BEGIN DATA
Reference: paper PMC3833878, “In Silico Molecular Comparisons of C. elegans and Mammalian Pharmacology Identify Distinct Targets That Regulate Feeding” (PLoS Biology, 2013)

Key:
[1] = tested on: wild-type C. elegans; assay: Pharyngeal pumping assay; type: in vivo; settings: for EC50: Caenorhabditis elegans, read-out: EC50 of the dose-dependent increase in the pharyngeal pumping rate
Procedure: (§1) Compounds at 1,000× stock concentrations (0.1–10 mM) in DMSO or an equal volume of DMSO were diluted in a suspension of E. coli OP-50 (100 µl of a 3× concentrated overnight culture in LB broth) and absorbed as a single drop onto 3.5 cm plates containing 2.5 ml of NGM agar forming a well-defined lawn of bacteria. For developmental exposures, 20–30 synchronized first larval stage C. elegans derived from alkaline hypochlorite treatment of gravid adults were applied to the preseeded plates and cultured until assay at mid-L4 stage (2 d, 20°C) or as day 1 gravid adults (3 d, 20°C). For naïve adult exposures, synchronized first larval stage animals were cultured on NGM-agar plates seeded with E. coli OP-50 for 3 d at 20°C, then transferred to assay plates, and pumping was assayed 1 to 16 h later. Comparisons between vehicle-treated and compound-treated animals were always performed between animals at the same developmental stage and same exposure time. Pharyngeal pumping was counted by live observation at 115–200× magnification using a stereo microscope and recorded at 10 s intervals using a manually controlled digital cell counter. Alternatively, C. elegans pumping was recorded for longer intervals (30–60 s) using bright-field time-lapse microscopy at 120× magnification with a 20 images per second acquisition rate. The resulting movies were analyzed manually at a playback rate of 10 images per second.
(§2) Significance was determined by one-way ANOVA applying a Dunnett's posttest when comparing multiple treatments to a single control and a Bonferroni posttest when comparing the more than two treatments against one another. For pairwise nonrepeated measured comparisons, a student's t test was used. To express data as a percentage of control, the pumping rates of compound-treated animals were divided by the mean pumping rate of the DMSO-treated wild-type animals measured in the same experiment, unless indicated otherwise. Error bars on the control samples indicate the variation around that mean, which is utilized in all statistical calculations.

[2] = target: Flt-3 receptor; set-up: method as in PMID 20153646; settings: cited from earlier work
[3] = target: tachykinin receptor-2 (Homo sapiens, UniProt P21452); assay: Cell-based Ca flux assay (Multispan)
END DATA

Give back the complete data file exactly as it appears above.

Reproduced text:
Reference: paper PMC3833878, “In Silico Molecular Comparisons of C. elegans and Mammalian Pharmacology Identify Distinct Targets That Regulate Feeding” (PLoS Biology, 2013)

Key:
[1] = tested on: wild-type C. elegans; assay: Pharyngeal pumping assay; type: in vivo; settings: for EC50: Caenorhabditis elegans, read-out: EC50 of the dose-dependent increase in the pharyngeal pumping rate
Procedure: (§1) Compounds at 1,000× stock concentrations (0.1–10 mM) in DMSO or an equal volume of DMSO were diluted in a suspension of E. coli OP-50 (100 µl of a 3× concentrated overnight culture in LB broth) and absorbed as a single drop onto 3.5 cm plates containing 2.5 ml of NGM agar forming a well-defined lawn of bacteria. For developmental exposures, 20–30 synchronized first larval stage C. elegans derived from alkaline hypochlorite treatment of gravid adults were applied to the preseeded plates and cultured until assay at mid-L4 stage (2 d, 20°C) or as day 1 gravid adults (3 d, 20°C). For naïve adult exposures, synchronized first larval stage animals were cultured on NGM-agar plates seeded with E. coli OP-50 for 3 d at 20°C, then transferred to assay plates, and pumping was assayed 1 to 16 h later. Comparisons between vehicle-treated and compound-treated animals were always performed between animals at the same developmental stage and same exposure time. Pharyngeal pumping was counted by live observation at 115–200× magnification using a stereo microscope and recorded at 10 s intervals using a manually controlled digital cell counter. Alternatively, C. elegans pumping was recorded for longer intervals (30–60 s) using bright-field time-lapse microscopy at 120× magnification with a 20 images per second acquisition rate. The resulting movies were analyzed manually at a playback rate of 10 images per second.
(§2) Significance was determined by one-way ANOVA applying a Dunnett's posttest when comparing multiple treatments to a single control and a Bonferroni posttest when comparing the more than two treatments against one another. For pairwise nonrepeated measured comparisons, a student's t test was used. To express data as a percentage of control, the pumping rates of compound-treated animals were divided by the mean pumping rate of the DMSO-treated wild-type animals measured in the same experiment, unless indicated otherwise. Error bars on the control samples indicate the variation around that mean, which is utilized in all statistical calculations.

[2] = target: Flt-3 receptor; set-up: method as in PMID 20153646; settings: cited from earlier work
[3] = target: tachykinin receptor-2 (Homo sapiens, UniProt P21452); assay: Cell-based Ca flux assay (Multispan)